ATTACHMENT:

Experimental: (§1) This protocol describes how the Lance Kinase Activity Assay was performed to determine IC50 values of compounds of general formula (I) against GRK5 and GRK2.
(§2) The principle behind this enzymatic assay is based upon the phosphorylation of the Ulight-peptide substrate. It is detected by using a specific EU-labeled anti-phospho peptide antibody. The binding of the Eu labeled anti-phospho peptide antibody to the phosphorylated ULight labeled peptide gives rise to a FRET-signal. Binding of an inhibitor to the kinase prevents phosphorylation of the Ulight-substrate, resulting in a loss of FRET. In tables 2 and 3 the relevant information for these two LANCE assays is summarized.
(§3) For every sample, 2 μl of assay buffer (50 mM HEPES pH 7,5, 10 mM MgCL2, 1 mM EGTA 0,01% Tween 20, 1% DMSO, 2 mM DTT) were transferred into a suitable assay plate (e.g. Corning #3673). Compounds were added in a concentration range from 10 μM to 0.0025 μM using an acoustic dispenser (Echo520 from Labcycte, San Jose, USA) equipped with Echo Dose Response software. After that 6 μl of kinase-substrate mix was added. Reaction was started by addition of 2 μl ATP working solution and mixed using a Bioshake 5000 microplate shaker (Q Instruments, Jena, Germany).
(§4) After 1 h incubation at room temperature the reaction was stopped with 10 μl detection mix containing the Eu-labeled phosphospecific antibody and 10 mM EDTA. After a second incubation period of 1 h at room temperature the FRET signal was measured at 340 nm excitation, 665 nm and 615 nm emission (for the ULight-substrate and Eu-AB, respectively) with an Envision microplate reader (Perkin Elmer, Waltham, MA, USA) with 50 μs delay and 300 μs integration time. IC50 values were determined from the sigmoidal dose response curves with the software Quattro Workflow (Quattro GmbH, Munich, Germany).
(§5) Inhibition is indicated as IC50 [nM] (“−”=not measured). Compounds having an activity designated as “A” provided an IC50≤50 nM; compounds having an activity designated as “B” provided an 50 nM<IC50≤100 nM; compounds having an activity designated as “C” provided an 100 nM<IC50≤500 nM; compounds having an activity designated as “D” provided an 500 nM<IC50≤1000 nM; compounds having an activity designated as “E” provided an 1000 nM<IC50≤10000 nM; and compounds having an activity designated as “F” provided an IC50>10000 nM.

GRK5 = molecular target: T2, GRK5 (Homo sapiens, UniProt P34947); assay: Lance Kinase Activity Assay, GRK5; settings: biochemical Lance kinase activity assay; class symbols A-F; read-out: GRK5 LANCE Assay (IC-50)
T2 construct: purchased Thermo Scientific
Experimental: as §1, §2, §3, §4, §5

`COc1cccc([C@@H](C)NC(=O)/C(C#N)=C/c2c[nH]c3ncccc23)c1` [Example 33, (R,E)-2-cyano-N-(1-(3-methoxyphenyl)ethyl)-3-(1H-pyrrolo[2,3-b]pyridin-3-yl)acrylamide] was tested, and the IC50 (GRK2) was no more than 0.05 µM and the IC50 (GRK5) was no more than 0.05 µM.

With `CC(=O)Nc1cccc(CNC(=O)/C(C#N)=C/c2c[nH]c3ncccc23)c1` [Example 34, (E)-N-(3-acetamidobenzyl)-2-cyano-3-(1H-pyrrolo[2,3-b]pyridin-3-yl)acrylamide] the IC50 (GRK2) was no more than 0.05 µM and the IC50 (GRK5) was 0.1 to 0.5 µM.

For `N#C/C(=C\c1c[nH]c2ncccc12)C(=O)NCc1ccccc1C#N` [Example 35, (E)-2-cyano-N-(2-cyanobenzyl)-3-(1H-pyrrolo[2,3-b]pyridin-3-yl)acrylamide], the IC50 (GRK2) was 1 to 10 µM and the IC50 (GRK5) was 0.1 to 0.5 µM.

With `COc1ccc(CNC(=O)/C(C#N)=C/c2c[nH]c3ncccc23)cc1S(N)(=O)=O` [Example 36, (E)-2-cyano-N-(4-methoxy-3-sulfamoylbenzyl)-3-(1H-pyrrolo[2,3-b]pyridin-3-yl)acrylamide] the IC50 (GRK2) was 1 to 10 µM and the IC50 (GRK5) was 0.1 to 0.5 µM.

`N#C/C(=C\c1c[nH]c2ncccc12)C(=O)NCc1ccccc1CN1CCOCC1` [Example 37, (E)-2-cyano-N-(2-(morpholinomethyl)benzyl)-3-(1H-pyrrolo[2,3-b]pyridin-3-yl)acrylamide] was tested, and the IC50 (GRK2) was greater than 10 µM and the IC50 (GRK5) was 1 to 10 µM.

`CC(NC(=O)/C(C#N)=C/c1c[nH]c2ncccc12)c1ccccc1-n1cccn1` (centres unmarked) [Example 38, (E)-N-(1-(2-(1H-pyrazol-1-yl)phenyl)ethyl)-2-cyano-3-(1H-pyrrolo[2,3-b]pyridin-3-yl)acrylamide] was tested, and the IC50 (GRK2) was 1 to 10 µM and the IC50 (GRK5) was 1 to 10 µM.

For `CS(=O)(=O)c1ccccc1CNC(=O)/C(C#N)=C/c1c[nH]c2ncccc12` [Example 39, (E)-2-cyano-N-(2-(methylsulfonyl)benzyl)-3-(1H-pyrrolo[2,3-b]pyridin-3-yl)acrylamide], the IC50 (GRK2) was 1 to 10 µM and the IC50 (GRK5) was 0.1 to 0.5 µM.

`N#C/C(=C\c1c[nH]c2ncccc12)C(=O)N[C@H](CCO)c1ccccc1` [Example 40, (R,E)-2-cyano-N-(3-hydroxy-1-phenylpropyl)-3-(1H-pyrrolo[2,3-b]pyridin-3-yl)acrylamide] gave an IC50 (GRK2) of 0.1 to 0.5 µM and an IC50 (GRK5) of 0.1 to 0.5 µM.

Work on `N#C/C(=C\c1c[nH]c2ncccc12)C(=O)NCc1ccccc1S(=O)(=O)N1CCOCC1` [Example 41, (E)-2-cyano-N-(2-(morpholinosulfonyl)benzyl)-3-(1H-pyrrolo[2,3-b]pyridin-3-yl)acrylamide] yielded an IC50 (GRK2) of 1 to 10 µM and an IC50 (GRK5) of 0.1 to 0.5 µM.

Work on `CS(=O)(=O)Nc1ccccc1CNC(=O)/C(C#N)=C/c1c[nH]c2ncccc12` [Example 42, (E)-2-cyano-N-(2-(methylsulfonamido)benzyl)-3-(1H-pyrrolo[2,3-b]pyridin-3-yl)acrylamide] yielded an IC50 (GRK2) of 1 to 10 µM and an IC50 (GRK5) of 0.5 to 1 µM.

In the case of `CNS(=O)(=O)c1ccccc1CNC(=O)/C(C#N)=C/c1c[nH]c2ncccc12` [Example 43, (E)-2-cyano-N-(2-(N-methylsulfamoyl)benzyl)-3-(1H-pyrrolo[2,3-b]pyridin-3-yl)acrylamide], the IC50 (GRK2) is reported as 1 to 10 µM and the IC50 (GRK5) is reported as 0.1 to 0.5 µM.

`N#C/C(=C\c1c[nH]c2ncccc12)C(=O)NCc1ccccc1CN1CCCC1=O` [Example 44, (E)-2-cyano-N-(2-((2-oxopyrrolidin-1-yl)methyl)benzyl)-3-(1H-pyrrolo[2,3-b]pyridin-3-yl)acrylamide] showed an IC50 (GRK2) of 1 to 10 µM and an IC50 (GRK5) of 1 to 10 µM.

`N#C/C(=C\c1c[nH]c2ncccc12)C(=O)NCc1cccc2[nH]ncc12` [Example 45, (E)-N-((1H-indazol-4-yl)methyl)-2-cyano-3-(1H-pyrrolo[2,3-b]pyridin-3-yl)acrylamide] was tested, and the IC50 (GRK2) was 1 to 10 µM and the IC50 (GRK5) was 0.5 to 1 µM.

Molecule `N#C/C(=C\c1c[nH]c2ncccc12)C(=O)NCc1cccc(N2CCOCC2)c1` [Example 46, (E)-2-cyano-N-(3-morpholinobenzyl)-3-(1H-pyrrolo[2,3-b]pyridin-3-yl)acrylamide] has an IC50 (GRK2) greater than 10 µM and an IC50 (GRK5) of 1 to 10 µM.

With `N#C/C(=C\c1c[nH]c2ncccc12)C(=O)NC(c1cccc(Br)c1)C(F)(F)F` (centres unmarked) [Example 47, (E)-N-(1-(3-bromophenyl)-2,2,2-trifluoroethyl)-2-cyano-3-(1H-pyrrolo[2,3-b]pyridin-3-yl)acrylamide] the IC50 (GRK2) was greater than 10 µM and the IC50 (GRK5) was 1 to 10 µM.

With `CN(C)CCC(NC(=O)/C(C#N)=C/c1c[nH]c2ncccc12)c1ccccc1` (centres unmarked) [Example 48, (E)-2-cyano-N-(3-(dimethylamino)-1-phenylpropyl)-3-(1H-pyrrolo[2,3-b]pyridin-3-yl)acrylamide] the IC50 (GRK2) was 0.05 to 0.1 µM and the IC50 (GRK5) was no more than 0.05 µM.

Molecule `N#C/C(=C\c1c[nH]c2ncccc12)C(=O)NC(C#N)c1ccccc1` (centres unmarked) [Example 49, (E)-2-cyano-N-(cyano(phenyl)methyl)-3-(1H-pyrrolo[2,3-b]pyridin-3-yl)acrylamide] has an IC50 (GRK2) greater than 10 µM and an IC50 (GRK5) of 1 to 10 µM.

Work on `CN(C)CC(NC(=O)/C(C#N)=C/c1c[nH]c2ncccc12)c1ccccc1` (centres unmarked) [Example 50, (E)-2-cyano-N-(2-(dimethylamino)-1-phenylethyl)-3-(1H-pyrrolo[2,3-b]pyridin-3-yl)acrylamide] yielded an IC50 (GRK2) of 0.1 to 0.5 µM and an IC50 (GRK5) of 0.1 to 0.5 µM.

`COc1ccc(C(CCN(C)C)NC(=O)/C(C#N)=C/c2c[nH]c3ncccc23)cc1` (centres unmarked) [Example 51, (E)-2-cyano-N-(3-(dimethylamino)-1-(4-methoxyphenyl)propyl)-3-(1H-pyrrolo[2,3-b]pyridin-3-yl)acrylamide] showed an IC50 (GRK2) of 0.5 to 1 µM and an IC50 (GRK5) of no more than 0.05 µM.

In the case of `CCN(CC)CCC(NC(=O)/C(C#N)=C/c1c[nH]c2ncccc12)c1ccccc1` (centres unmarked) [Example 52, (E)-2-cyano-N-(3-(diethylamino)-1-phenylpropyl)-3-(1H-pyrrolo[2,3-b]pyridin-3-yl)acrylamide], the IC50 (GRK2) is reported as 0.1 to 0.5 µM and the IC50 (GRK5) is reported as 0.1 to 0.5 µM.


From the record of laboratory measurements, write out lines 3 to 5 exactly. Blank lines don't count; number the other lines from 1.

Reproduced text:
(§3) For every sample, 2 μl of assay buffer (50 mM HEPES pH 7,5, 10 mM MgCL2, 1 mM EGTA 0,01% Tween 20, 1% DMSO, 2 mM DTT) were transferred into a suitable assay plate (e.g. Corning #3673). Compounds were added in a concentration range from 10 μM to 0.0025 μM using an acoustic dispenser (Echo520 from Labcycte, San Jose, USA) equipped with Echo Dose Response software. After that 6 μl of kinase-substrate mix was added. Reaction was started by addition of 2 μl ATP working solution and mixed using a Bioshake 5000 microplate shaker (Q Instruments, Jena, Germany).
(§4) After 1 h incubation at room temperature the reaction was stopped with 10 μl detection mix containing the Eu-labeled phosphospecific antibody and 10 mM EDTA. After a second incubation period of 1 h at room temperature the FRET signal was measured at 340 nm excitation, 665 nm and 615 nm emission (for the ULight-substrate and Eu-AB, respectively) with an Envision microplate reader (Perkin Elmer, Waltham, MA, USA) with 50 μs delay and 300 μs integration time. IC50 values were determined from the sigmoidal dose response curves with the software Quattro Workflow (Quattro GmbH, Munich, Germany).
(§5) Inhibition is indicated as IC50 [nM] (“−”=not measured). Compounds having an activity designated as “A” provided an IC50≤50 nM; compounds having an activity designated as “B” provided an 50 nM<IC50≤100 nM; compounds having an activity designated as “C” provided an 100 nM<IC50≤500 nM; compounds having an activity designated as “D” provided an 500 nM<IC50≤1000 nM; compounds having an activity designated as “E” provided an 1000 nM<IC50≤10000 nM; and compounds having an activity designated as “F” provided an IC50>10000 nM.